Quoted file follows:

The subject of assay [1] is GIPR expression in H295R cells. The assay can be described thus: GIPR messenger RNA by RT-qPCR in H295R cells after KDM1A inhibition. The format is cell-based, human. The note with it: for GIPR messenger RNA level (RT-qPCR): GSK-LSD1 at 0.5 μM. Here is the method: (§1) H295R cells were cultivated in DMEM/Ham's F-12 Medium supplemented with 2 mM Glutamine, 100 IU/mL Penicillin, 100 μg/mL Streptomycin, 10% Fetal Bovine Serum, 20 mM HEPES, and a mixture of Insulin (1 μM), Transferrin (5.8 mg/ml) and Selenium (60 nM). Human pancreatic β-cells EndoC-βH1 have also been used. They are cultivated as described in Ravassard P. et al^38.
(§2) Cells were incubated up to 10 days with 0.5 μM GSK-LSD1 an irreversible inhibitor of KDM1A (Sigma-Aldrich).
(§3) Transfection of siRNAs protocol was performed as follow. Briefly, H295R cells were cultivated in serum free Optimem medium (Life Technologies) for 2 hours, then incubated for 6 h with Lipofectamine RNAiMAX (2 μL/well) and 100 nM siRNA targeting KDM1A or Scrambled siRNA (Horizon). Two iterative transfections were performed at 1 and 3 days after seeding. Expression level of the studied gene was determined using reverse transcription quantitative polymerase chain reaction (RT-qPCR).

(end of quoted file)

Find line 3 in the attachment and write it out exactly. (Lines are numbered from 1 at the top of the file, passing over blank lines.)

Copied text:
(§3) Transfection of siRNAs protocol was performed as follow. Briefly, H295R cells were cultivated in serum free Optimem medium (Life Technologies) for 2 hours, then incubated for 6 h with Lipofectamine RNAiMAX (2 μL/well) and 100 nM siRNA targeting KDM1A or Scrambled siRNA (Horizon). Two iterative transfections were performed at 1 and 3 days after seeding. Expression level of the studied gene was determined using reverse transcription quantitative polymerase chain reaction (RT-qPCR).